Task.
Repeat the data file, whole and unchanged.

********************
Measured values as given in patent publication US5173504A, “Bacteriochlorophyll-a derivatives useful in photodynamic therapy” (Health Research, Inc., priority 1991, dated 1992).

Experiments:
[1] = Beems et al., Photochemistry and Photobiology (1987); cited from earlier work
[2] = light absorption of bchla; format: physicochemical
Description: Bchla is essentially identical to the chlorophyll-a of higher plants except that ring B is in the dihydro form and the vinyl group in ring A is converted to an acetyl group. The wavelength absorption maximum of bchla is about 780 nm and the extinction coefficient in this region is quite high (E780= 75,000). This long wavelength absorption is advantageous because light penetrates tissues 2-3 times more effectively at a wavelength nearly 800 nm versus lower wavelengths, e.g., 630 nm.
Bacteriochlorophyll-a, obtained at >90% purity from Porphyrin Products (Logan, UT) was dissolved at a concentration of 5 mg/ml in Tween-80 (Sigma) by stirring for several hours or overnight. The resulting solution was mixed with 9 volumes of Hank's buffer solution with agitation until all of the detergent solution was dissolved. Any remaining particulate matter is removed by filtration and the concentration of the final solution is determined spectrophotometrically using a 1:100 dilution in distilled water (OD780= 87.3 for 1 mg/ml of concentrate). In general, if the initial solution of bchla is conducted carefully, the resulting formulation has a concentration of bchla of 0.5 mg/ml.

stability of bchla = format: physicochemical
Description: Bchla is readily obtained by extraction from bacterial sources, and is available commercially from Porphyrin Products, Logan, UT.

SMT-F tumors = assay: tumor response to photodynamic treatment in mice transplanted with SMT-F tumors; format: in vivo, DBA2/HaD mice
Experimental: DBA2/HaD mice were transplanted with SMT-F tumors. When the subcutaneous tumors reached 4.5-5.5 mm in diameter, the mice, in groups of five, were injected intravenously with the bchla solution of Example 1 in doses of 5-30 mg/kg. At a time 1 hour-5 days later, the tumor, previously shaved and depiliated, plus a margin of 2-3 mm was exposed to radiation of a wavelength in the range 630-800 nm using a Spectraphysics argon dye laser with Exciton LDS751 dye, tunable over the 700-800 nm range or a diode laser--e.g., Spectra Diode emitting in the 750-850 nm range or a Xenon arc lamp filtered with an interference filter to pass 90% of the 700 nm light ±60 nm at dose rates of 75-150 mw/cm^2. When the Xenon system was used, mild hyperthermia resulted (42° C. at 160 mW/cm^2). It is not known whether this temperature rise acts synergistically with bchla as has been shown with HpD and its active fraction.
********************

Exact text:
Measured values as given in patent publication US5173504A, “Bacteriochlorophyll-a derivatives useful in photodynamic therapy” (Health Research, Inc., priority 1991, dated 1992).

Experiments:
[1] = Beems et al., Photochemistry and Photobiology (1987); cited from earlier work
[2] = light absorption of bchla; format: physicochemical
Description: Bchla is essentially identical to the chlorophyll-a of higher plants except that ring B is in the dihydro form and the vinyl group in ring A is converted to an acetyl group. The wavelength absorption maximum of bchla is about 780 nm and the extinction coefficient in this region is quite high (E780= 75,000). This long wavelength absorption is advantageous because light penetrates tissues 2-3 times more effectively at a wavelength nearly 800 nm versus lower wavelengths, e.g., 630 nm.
Bacteriochlorophyll-a, obtained at >90% purity from Porphyrin Products (Logan, UT) was dissolved at a concentration of 5 mg/ml in Tween-80 (Sigma) by stirring for several hours or overnight. The resulting solution was mixed with 9 volumes of Hank's buffer solution with agitation until all of the detergent solution was dissolved. Any remaining particulate matter is removed by filtration and the concentration of the final solution is determined spectrophotometrically using a 1:100 dilution in distilled water (OD780= 87.3 for 1 mg/ml of concentrate). In general, if the initial solution of bchla is conducted carefully, the resulting formulation has a concentration of bchla of 0.5 mg/ml.

stability of bchla = format: physicochemical
Description: Bchla is readily obtained by extraction from bacterial sources, and is available commercially from Porphyrin Products, Logan, UT.

SMT-F tumors = assay: tumor response to photodynamic treatment in mice transplanted with SMT-F tumors; format: in vivo, DBA2/HaD mice
Experimental: DBA2/HaD mice were transplanted with SMT-F tumors. When the subcutaneous tumors reached 4.5-5.5 mm in diameter, the mice, in groups of five, were injected intravenously with the bchla solution of Example 1 in doses of 5-30 mg/kg. At a time 1 hour-5 days later, the tumor, previously shaved and depiliated, plus a margin of 2-3 mm was exposed to radiation of a wavelength in the range 630-800 nm using a Spectraphysics argon dye laser with Exciton LDS751 dye, tunable over the 700-800 nm range or a diode laser--e.g., Spectra Diode emitting in the 750-850 nm range or a Xenon arc lamp filtered with an interference filter to pass 90% of the 700 nm light ±60 nm at dose rates of 75-150 mw/cm^2. When the Xenon system was used, mild hyperthermia resulted (42° C. at 160 mW/cm^2). It is not known whether this temperature rise acts synergistically with bchla as has been shown with HpD and its active fraction.